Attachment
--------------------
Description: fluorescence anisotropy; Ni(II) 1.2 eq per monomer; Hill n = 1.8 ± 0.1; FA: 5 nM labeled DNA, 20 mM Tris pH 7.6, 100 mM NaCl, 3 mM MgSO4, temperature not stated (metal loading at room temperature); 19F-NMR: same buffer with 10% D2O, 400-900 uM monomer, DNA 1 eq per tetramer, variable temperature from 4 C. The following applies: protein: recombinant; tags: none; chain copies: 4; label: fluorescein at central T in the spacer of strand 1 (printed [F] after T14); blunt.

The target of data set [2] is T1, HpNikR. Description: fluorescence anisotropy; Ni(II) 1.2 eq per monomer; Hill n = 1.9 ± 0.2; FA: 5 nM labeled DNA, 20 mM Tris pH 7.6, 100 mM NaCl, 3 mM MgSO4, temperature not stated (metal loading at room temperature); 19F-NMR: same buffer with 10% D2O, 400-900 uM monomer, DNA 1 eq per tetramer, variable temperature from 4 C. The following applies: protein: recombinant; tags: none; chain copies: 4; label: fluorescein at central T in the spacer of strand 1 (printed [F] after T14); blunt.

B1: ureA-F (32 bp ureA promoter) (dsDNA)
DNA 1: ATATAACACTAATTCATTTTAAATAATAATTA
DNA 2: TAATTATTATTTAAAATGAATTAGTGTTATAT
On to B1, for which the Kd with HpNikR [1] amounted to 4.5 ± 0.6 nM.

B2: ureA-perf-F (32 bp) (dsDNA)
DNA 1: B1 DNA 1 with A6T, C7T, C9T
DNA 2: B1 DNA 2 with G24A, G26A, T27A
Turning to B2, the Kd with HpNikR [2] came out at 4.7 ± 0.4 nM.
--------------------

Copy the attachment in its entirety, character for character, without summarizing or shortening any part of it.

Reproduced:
Description: fluorescence anisotropy; Ni(II) 1.2 eq per monomer; Hill n = 1.8 ± 0.1; FA: 5 nM labeled DNA, 20 mM Tris pH 7.6, 100 mM NaCl, 3 mM MgSO4, temperature not stated (metal loading at room temperature); 19F-NMR: same buffer with 10% D2O, 400-900 uM monomer, DNA 1 eq per tetramer, variable temperature from 4 C. The following applies: protein: recombinant; tags: none; chain copies: 4; label: fluorescein at central T in the spacer of strand 1 (printed [F] after T14); blunt.

The target of data set [2] is T1, HpNikR. Description: fluorescence anisotropy; Ni(II) 1.2 eq per monomer; Hill n = 1.9 ± 0.2; FA: 5 nM labeled DNA, 20 mM Tris pH 7.6, 100 mM NaCl, 3 mM MgSO4, temperature not stated (metal loading at room temperature); 19F-NMR: same buffer with 10% D2O, 400-900 uM monomer, DNA 1 eq per tetramer, variable temperature from 4 C. The following applies: protein: recombinant; tags: none; chain copies: 4; label: fluorescein at central T in the spacer of strand 1 (printed [F] after T14); blunt.

B1: ureA-F (32 bp ureA promoter) (dsDNA)
DNA 1: ATATAACACTAATTCATTTTAAATAATAATTA
DNA 2: TAATTATTATTTAAAATGAATTAGTGTTATAT
On to B1, for which the Kd with HpNikR [1] amounted to 4.5 ± 0.6 nM.

B2: ureA-perf-F (32 bp) (dsDNA)
DNA 1: B1 DNA 1 with A6T, C7T, C9T
DNA 2: B1 DNA 2 with G24A, G26A, T27A
Turning to B2, the Kd with HpNikR [2] came out at 4.7 ± 0.4 nM.